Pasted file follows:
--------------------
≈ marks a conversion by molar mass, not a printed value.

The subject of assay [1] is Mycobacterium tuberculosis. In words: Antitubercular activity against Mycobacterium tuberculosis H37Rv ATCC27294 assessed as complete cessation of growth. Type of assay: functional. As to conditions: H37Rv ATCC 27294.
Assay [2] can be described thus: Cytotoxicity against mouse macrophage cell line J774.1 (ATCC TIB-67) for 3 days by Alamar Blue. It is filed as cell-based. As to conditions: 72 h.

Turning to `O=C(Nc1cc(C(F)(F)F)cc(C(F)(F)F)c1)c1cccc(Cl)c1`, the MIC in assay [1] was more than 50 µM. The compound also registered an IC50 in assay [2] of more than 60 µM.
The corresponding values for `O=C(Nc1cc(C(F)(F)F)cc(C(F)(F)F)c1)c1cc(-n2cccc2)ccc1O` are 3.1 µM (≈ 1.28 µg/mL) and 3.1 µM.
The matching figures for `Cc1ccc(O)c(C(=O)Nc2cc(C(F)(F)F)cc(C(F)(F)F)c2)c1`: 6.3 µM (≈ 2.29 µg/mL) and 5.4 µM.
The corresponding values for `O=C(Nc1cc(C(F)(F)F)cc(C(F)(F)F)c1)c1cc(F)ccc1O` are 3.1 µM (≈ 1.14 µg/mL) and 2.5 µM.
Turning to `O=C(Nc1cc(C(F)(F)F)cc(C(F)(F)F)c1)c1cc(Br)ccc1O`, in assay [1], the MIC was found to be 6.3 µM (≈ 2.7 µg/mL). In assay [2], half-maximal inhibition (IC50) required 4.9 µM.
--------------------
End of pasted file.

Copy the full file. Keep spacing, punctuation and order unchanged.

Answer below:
≈ marks a conversion by molar mass, not a printed value.

The subject of assay [1] is Mycobacterium tuberculosis. In words: Antitubercular activity against Mycobacterium tuberculosis H37Rv ATCC27294 assessed as complete cessation of growth. Type of assay: functional. As to conditions: H37Rv ATCC 27294.
Assay [2] can be described thus: Cytotoxicity against mouse macrophage cell line J774.1 (ATCC TIB-67) for 3 days by Alamar Blue. It is filed as cell-based. As to conditions: 72 h.

Turning to `O=C(Nc1cc(C(F)(F)F)cc(C(F)(F)F)c1)c1cccc(Cl)c1`, the MIC in assay [1] was more than 50 µM. The compound also registered an IC50 in assay [2] of more than 60 µM.
The corresponding values for `O=C(Nc1cc(C(F)(F)F)cc(C(F)(F)F)c1)c1cc(-n2cccc2)ccc1O` are 3.1 µM (≈ 1.28 µg/mL) and 3.1 µM.
The matching figures for `Cc1ccc(O)c(C(=O)Nc2cc(C(F)(F)F)cc(C(F)(F)F)c2)c1`: 6.3 µM (≈ 2.29 µg/mL) and 5.4 µM.
The corresponding values for `O=C(Nc1cc(C(F)(F)F)cc(C(F)(F)F)c1)c1cc(F)ccc1O` are 3.1 µM (≈ 1.14 µg/mL) and 2.5 µM.
Turning to `O=C(Nc1cc(C(F)(F)F)cc(C(F)(F)F)c1)c1cc(Br)ccc1O`, in assay [1], the MIC was found to be 6.3 µM (≈ 2.7 µg/mL). In assay [2], half-maximal inhibition (IC50) required 4.9 µM.